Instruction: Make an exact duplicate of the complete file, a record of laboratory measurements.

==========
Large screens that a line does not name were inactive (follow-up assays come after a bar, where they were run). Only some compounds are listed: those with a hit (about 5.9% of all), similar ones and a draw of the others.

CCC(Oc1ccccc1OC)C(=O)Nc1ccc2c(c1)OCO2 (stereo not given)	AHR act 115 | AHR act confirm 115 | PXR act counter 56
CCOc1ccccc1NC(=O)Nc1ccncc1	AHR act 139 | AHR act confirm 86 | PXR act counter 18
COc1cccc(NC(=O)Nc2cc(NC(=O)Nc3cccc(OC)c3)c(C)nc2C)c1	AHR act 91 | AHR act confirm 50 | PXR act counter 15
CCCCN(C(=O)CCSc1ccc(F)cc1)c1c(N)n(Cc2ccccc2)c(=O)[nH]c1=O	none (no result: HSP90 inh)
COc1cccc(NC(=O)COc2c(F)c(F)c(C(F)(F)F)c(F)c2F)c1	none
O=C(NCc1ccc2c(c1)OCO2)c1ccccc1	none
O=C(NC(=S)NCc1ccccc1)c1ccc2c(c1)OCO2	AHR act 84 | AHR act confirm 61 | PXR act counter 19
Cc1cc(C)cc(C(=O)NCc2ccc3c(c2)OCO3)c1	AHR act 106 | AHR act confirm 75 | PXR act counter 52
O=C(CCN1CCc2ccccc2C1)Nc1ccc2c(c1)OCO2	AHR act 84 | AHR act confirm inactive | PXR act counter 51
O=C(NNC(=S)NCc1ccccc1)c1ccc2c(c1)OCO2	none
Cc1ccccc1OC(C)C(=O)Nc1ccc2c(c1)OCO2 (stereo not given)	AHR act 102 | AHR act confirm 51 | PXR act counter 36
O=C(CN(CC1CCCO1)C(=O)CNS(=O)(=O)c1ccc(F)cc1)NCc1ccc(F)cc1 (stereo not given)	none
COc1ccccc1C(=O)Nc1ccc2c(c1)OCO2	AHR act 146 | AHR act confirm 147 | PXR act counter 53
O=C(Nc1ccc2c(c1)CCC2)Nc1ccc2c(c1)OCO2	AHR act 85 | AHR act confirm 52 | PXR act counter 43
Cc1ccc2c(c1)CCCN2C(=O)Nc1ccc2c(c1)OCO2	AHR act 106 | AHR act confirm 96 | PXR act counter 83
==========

Large screens that a line does not name were inactive (follow-up assays come after a bar, where they were run). Only some compounds are listed: those with a hit (about 5.9% of all), similar ones and a draw of the others.

CCC(Oc1ccccc1OC)C(=O)Nc1ccc2c(c1)OCO2 (stereo not given)	AHR act 115 | AHR act confirm 115 | PXR act counter 56
CCOc1ccccc1NC(=O)Nc1ccncc1	AHR act 139 | AHR act confirm 86 | PXR act counter 18
COc1cccc(NC(=O)Nc2cc(NC(=O)Nc3cccc(OC)c3)c(C)nc2C)c1	AHR act 91 | AHR act confirm 50 | PXR act counter 15
CCCCN(C(=O)CCSc1ccc(F)cc1)c1c(N)n(Cc2ccccc2)c(=O)[nH]c1=O	none (no result: HSP90 inh)
COc1cccc(NC(=O)COc2c(F)c(F)c(C(F)(F)F)c(F)c2F)c1	none
O=C(NCc1ccc2c(c1)OCO2)c1ccccc1	none
O=C(NC(=S)NCc1ccccc1)c1ccc2c(c1)OCO2	AHR act 84 | AHR act confirm 61 | PXR act counter 19
Cc1cc(C)cc(C(=O)NCc2ccc3c(c2)OCO3)c1	AHR act 106 | AHR act confirm 75 | PXR act counter 52
O=C(CCN1CCc2ccccc2C1)Nc1ccc2c(c1)OCO2	AHR act 84 | AHR act confirm inactive | PXR act counter 51
O=C(NNC(=S)NCc1ccccc1)c1ccc2c(c1)OCO2	none
Cc1ccccc1OC(C)C(=O)Nc1ccc2c(c1)OCO2 (stereo not given)	AHR act 102 | AHR act confirm 51 | PXR act counter 36
O=C(CN(CC1CCCO1)C(=O)CNS(=O)(=O)c1ccc(F)cc1)NCc1ccc(F)cc1 (stereo not given)	none
COc1ccccc1C(=O)Nc1ccc2c(c1)OCO2	AHR act 146 | AHR act confirm 147 | PXR act counter 53
O=C(Nc1ccc2c(c1)CCC2)Nc1ccc2c(c1)OCO2	AHR act 85 | AHR act confirm 52 | PXR act counter 43
Cc1ccc2c(c1)CCCN2C(=O)Nc1ccc2c(c1)OCO2	AHR act 106 | AHR act confirm 96 | PXR act counter 83